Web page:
El Corazón del Proyecto:
Using photography as a medium, my project will attempt to answer time-sensitive questions that look at how changes in diet are contributing to the rise in obesity. For example, what does the daily diet for a mother and child look like? How often are people eating out versus preparing their own meals? Is population density increasing or decreasing access to fresh foods? Known for being a seaport town, does seafood still dominant the local diet? Are traditional dishes prepared differently now than a generation ago? Is fresh food considered a luxury or a scarcity? These questions, and many more, have yet to be answered. Virtually no photo documentation exists that has captured how changes in diet may be fueling this public health crisis. This project proposal will command attention to this pandemic that is crippling Latin American countries such as Peru.
To gather my data, I plan to stay with locals met through my homestay as well as networking and community meetup groups. This intimate experience will showcase whether cultural foods or other readily accessible provisions are more commonly consumed. My intention with this project is not to come in with my own ideas of how to change the health of the population, but to instead capture the escalating obesity trends. With new visual evidence of the health and lifestyle of the population, local and national governments will hopefully be persuaded to tackle the obesity crisis through region-specific policies and local interventions.
My background in Photojournalism and Media:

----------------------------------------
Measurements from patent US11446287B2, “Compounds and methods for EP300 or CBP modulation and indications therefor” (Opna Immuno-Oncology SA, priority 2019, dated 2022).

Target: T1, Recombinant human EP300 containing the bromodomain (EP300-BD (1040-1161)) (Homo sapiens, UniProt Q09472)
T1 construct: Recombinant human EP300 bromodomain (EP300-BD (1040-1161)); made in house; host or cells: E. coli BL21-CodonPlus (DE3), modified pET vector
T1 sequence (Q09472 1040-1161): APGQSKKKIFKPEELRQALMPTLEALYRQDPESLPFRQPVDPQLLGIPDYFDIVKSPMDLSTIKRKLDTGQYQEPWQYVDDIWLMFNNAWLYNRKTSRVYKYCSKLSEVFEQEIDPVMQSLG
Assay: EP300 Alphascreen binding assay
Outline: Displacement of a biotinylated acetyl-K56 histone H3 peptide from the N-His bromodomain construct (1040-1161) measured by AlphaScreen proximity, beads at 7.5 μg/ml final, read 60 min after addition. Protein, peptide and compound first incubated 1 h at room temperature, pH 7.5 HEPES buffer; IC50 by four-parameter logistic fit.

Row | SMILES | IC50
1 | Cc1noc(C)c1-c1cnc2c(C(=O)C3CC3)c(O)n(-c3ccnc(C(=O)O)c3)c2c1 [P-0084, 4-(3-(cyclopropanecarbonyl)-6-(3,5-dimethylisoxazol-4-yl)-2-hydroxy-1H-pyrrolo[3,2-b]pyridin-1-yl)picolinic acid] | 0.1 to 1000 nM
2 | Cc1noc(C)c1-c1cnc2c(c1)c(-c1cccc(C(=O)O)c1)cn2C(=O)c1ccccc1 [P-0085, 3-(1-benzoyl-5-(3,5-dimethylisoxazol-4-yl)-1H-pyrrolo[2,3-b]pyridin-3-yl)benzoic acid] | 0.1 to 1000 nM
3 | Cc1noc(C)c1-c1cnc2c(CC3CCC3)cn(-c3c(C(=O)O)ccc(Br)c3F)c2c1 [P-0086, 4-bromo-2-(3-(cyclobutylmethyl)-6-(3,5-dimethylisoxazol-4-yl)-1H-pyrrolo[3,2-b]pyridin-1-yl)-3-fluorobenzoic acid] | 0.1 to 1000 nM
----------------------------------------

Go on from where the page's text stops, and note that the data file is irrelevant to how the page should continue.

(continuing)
My work as a journalist began after I graduated from UC San Diego. Together with some classmates, we created a website for other recent graduates to find international volunteer organizations that were both sustainable and transparent. Our field work lasted for 6 months visiting NGOs in 12 Asian countries. As the Creative Director, I was responsible for documenting our experiences using video and still cameras, while also interviewing both volunteers and volunteer coordinators. We blogged about our experiences along the way to inspire other young adults to use our site and to take advantage of their gap year. I got the experience of managing a team of interns for content production and publication. In addition, it gave me the platform to write and I was published by Saint Ignatius High School’s magazine, Genesis. In San Francisco, my work as a culinary tour guide has also inspired me to publish my food photography on the company website and to start this blog. My other experience in front of the camera comes from when I shared my own story of personal loss on Oprah Winfrey’s series Belief in the segment “A Change is Gonna Come”. This experience also allows me to empathize with others who struggle to share their stories of hardship.